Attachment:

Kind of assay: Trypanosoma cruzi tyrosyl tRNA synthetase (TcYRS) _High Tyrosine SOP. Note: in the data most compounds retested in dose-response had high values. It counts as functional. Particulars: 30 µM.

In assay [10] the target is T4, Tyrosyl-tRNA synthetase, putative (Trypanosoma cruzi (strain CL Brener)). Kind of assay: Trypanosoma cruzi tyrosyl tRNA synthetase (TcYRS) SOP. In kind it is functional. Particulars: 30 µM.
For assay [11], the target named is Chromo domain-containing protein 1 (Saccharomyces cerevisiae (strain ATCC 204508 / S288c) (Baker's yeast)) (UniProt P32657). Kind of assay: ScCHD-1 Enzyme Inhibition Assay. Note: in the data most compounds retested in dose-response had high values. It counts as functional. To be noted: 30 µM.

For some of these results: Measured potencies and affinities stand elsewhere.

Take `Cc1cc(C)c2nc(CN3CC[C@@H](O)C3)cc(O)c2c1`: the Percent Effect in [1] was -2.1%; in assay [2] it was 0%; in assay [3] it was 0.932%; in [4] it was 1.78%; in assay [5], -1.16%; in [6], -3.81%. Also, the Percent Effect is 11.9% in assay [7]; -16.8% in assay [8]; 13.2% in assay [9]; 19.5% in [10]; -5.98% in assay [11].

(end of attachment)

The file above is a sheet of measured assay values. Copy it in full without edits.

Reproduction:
Kind of assay: Trypanosoma cruzi tyrosyl tRNA synthetase (TcYRS) _High Tyrosine SOP. Note: in the data most compounds retested in dose-response had high values. It counts as functional. Particulars: 30 µM.

In assay [10] the target is T4, Tyrosyl-tRNA synthetase, putative (Trypanosoma cruzi (strain CL Brener)). Kind of assay: Trypanosoma cruzi tyrosyl tRNA synthetase (TcYRS) SOP. In kind it is functional. Particulars: 30 µM.
For assay [11], the target named is Chromo domain-containing protein 1 (Saccharomyces cerevisiae (strain ATCC 204508 / S288c) (Baker's yeast)) (UniProt P32657). Kind of assay: ScCHD-1 Enzyme Inhibition Assay. Note: in the data most compounds retested in dose-response had high values. It counts as functional. To be noted: 30 µM.

For some of these results: Measured potencies and affinities stand elsewhere.

Take `Cc1cc(C)c2nc(CN3CC[C@@H](O)C3)cc(O)c2c1`: the Percent Effect in [1] was -2.1%; in assay [2] it was 0%; in assay [3] it was 0.932%; in [4] it was 1.78%; in assay [5], -1.16%; in [6], -3.81%. Also, the Percent Effect is 11.9% in assay [7]; -16.8% in assay [8]; 13.2% in assay [9]; 19.5% in [10]; -5.98% in assay [11].